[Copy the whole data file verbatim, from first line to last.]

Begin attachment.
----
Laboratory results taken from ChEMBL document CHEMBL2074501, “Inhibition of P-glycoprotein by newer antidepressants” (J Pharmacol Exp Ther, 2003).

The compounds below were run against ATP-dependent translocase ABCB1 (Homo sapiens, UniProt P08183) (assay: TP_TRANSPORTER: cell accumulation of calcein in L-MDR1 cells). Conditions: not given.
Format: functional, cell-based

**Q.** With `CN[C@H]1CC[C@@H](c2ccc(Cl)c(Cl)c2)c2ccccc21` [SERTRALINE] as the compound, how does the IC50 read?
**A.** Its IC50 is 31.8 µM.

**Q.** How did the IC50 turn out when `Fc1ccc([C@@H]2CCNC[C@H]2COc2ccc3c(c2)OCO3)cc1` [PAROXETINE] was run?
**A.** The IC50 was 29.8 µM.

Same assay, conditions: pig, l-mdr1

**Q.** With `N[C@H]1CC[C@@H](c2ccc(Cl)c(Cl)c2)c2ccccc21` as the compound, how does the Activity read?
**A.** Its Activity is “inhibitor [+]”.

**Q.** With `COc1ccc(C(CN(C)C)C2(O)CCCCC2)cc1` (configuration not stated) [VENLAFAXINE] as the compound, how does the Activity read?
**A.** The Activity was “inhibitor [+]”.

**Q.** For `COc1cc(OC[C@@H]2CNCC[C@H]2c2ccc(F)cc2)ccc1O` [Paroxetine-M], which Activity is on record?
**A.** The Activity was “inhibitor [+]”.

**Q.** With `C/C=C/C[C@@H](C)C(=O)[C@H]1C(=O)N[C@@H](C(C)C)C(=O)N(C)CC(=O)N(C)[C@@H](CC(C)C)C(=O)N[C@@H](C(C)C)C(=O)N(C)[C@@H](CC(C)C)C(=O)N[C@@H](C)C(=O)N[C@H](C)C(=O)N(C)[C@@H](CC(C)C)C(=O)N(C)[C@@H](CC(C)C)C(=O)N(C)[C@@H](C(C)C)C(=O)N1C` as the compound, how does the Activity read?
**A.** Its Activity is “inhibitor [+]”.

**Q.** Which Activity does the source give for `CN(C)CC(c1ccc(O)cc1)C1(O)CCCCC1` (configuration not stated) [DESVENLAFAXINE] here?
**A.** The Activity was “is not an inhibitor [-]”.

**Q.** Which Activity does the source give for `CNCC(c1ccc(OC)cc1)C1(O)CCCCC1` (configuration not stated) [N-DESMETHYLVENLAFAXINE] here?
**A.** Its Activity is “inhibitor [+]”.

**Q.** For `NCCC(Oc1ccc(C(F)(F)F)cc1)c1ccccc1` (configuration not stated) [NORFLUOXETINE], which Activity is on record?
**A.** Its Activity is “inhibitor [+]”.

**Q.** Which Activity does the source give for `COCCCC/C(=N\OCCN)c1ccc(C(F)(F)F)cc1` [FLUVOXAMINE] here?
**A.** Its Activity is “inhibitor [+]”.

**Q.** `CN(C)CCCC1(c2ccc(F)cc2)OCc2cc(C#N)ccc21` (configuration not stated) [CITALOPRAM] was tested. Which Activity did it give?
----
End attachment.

Laboratory results taken from ChEMBL document CHEMBL2074501, “Inhibition of P-glycoprotein by newer antidepressants” (J Pharmacol Exp Ther, 2003).

The compounds below were run against ATP-dependent translocase ABCB1 (Homo sapiens, UniProt P08183) (assay: TP_TRANSPORTER: cell accumulation of calcein in L-MDR1 cells). Conditions: not given.
Format: functional, cell-based

**Q.** With `CN[C@H]1CC[C@@H](c2ccc(Cl)c(Cl)c2)c2ccccc21` [SERTRALINE] as the compound, how does the IC50 read?
**A.** Its IC50 is 31.8 µM.

**Q.** How did the IC50 turn out when `Fc1ccc([C@@H]2CCNC[C@H]2COc2ccc3c(c2)OCO3)cc1` [PAROXETINE] was run?
**A.** The IC50 was 29.8 µM.

Same assay, conditions: pig, l-mdr1

**Q.** With `N[C@H]1CC[C@@H](c2ccc(Cl)c(Cl)c2)c2ccccc21` as the compound, how does the Activity read?
**A.** Its Activity is “inhibitor [+]”.

**Q.** With `COc1ccc(C(CN(C)C)C2(O)CCCCC2)cc1` (configuration not stated) [VENLAFAXINE] as the compound, how does the Activity read?
**A.** The Activity was “inhibitor [+]”.

**Q.** For `COc1cc(OC[C@@H]2CNCC[C@H]2c2ccc(F)cc2)ccc1O` [Paroxetine-M], which Activity is on record?
**A.** The Activity was “inhibitor [+]”.

**Q.** With `C/C=C/C[C@@H](C)C(=O)[C@H]1C(=O)N[C@@H](C(C)C)C(=O)N(C)CC(=O)N(C)[C@@H](CC(C)C)C(=O)N[C@@H](C(C)C)C(=O)N(C)[C@@H](CC(C)C)C(=O)N[C@@H](C)C(=O)N[C@H](C)C(=O)N(C)[C@@H](CC(C)C)C(=O)N(C)[C@@H](CC(C)C)C(=O)N(C)[C@@H](C(C)C)C(=O)N1C` as the compound, how does the Activity read?
**A.** Its Activity is “inhibitor [+]”.

**Q.** Which Activity does the source give for `CN(C)CC(c1ccc(O)cc1)C1(O)CCCCC1` (configuration not stated) [DESVENLAFAXINE] here?
**A.** The Activity was “is not an inhibitor [-]”.

**Q.** Which Activity does the source give for `CNCC(c1ccc(OC)cc1)C1(O)CCCCC1` (configuration not stated) [N-DESMETHYLVENLAFAXINE] here?
**A.** Its Activity is “inhibitor [+]”.

**Q.** For `NCCC(Oc1ccc(C(F)(F)F)cc1)c1ccccc1` (configuration not stated) [NORFLUOXETINE], which Activity is on record?
**A.** Its Activity is “inhibitor [+]”.

**Q.** Which Activity does the source give for `COCCCC/C(=N\OCCN)c1ccc(C(F)(F)F)cc1` [FLUVOXAMINE] here?
**A.** Its Activity is “inhibitor [+]”.

**Q.** `CN(C)CCCC1(c2ccc(F)cc2)OCc2cc(C#N)ccc21` (configuration not stated) [CITALOPRAM] was tested. Which Activity did it give?